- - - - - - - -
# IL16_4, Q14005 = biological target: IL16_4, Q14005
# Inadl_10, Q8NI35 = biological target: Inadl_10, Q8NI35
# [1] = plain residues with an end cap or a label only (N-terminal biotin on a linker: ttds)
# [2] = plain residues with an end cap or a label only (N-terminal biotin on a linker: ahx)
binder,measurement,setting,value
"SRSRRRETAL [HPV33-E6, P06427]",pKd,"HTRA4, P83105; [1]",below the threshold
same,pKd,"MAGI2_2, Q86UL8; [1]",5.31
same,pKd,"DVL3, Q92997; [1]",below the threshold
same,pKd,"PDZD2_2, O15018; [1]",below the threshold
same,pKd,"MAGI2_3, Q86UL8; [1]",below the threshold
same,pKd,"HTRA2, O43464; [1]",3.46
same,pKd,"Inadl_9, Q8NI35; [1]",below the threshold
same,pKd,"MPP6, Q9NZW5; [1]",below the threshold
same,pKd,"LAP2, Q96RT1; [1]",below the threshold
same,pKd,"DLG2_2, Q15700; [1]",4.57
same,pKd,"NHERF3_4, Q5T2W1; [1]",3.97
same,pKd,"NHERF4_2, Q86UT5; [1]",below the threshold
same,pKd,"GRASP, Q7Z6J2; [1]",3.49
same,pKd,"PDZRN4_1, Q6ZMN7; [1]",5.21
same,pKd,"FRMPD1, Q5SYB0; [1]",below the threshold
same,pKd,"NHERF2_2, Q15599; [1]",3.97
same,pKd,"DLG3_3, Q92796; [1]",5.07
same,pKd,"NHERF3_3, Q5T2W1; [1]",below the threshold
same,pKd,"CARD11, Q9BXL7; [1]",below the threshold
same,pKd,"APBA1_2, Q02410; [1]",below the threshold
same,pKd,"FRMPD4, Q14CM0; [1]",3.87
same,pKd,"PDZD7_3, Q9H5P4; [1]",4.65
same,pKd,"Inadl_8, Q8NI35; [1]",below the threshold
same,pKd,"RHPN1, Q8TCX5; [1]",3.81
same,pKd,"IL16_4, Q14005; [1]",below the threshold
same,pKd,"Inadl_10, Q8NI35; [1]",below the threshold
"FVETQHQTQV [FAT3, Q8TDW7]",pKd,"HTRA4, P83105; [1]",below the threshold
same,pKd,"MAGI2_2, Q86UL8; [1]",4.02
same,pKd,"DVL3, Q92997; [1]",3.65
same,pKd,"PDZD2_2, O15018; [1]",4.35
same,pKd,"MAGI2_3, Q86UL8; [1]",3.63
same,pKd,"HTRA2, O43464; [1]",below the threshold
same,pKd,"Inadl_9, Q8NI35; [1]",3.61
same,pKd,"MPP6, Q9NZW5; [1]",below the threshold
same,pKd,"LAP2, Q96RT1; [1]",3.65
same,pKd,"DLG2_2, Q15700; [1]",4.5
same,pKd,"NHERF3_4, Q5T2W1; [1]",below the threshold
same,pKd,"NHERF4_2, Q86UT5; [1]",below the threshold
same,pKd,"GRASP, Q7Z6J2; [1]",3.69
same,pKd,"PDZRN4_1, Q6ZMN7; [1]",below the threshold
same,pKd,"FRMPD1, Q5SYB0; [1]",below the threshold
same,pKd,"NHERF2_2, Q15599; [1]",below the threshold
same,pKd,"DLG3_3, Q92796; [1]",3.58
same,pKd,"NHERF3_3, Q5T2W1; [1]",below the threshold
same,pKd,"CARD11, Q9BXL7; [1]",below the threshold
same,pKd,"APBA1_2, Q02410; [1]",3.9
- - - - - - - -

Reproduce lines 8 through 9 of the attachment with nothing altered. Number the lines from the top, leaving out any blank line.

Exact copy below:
same,pKd,"DVL3, Q92997; [1]",below the threshold
same,pKd,"PDZD2_2, O15018; [1]",below the threshold